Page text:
COVID-19 variants become more common in New York

COVID-19 variants become more common in New York

Despite efforts to increase COVID-19 vaccination rates in the city and state, officials are concerned about the highly infectious variants, which are fueling the spread of the coronavirus in the five boroughs.
Data released by the state on Tuesday shows that statewide COVID-19 hospitalizations are 4,681, a number that has remained stubbornly high for weeks. Of the 143,521 tests reported on Monday, 6,801 came back positive, bringing the state’s COVID-19 infection rate to 4.7% – a 1.5% increase from this weekend alone. There were 53 deaths, many of them in the five districts.

Across the city, Mayor Bill de Blasio reported 3,334 new cases and 203 new hospitalizations.

Across the city, Mayor Bill de Blasio reported 3,334 new cases and 203 new hospitalizations.

The news comes as Gov. Andrew Cuomo pushed ahead with reopening plans, including expanding indoor dining and resuming group fitness classes.

Mayor de Blasio criticized the governor’s strategy, while pursuing his own plans to reopen: announcing on Tuesday that the city’s 80,000 municipal workers will return to their offices on May 3.

“Obviously our health care team disagreed with the governor and the state of New York over reopening fitness classes, which are very different from schools, very different from offices. Why? Because people are in the middle of the effort. Physical effort, they spend a lot of time, ”said the mayor.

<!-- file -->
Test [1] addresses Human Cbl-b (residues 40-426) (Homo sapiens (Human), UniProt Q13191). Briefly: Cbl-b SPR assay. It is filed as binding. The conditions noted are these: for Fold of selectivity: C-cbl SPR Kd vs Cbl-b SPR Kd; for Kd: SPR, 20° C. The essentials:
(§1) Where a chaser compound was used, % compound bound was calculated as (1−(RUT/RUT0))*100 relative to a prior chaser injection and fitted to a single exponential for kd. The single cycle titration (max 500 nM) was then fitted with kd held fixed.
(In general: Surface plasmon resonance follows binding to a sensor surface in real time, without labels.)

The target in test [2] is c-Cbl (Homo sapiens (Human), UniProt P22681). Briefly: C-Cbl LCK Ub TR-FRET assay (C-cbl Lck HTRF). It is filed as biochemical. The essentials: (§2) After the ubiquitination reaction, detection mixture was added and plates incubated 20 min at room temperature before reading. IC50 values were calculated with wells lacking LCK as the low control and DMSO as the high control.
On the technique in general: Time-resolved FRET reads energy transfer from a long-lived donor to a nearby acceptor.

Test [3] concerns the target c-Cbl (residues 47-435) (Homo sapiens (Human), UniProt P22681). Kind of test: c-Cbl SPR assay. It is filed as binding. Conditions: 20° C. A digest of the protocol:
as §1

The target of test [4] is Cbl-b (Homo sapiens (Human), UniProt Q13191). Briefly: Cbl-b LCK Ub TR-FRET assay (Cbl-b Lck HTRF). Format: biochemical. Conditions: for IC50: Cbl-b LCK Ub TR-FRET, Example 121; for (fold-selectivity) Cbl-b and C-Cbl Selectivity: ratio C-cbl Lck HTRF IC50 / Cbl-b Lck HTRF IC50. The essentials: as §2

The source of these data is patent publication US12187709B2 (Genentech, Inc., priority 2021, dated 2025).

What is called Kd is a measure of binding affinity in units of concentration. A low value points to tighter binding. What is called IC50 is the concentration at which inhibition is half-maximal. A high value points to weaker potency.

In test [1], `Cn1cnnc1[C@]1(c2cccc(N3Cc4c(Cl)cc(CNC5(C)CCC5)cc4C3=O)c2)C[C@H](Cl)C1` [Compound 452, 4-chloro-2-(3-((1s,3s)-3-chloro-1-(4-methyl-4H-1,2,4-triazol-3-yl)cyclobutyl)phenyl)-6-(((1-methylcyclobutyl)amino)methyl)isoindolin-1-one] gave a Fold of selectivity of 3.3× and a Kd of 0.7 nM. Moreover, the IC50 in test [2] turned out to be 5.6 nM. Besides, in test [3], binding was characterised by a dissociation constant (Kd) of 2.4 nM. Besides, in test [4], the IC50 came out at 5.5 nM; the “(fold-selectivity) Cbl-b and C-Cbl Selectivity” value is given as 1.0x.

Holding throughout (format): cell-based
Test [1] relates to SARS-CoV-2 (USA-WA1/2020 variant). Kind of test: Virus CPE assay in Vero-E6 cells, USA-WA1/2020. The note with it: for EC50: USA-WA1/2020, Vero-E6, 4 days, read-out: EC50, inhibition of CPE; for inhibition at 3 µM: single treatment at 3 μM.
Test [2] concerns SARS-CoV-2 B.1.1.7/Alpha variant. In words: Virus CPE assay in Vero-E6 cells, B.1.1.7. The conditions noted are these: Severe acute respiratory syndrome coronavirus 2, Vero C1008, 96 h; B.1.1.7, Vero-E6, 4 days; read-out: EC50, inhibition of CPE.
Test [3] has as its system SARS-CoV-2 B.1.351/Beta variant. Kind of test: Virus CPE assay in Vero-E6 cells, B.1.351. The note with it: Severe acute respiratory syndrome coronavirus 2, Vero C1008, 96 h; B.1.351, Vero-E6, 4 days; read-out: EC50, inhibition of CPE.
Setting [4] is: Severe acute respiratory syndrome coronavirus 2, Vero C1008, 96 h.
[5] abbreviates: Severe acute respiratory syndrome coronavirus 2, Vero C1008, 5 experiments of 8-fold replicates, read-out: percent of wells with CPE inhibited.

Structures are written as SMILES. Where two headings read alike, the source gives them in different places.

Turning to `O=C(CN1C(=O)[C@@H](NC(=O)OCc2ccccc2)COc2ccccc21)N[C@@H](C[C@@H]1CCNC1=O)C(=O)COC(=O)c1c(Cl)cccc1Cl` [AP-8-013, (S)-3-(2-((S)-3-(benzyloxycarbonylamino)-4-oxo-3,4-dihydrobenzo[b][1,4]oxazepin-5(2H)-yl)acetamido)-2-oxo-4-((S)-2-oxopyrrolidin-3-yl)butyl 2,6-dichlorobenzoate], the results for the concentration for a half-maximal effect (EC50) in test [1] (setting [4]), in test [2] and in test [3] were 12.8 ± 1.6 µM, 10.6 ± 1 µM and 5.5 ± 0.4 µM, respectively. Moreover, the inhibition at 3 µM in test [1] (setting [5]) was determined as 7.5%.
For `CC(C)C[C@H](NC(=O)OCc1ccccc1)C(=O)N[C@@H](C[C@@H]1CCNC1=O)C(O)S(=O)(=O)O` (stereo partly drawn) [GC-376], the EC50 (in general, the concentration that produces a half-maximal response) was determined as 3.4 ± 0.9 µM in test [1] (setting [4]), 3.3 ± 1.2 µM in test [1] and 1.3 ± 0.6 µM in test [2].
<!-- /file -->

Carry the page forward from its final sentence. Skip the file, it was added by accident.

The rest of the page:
De Blasio went on to explain further his thoughts on reopening in the face of an outbreak of variants, justifying his approach with a boom in the supply of coronavirus vaccines. Variants are now responsible for more than half of new cases, according to data released by the city earlier this month.

“There is real concern about the variants, but we are seeing progress, definitely, and we are also monitoring the steady pace of vaccination. We know it’s about to increase intensely and we think that’s the most critical factor, ”said de blasio. “So we’re making decisions about what can be moved with all of that in mind, but we’re also saying some areas where we don’t think there should be any changes or need to be a different approach.”

Dr Dave Chokshi, the city’s health commissioner, stressed the need for New Yorkers to remain vigilant against the virus.

“Everything you’ve heard us say that we know is working when it comes to fighting the virus – masking, keeping away, washing your hands, testing, immunizing when it’s your turn – these are things that will help us. which is ultimately a standoff between nature and New Yorkers.


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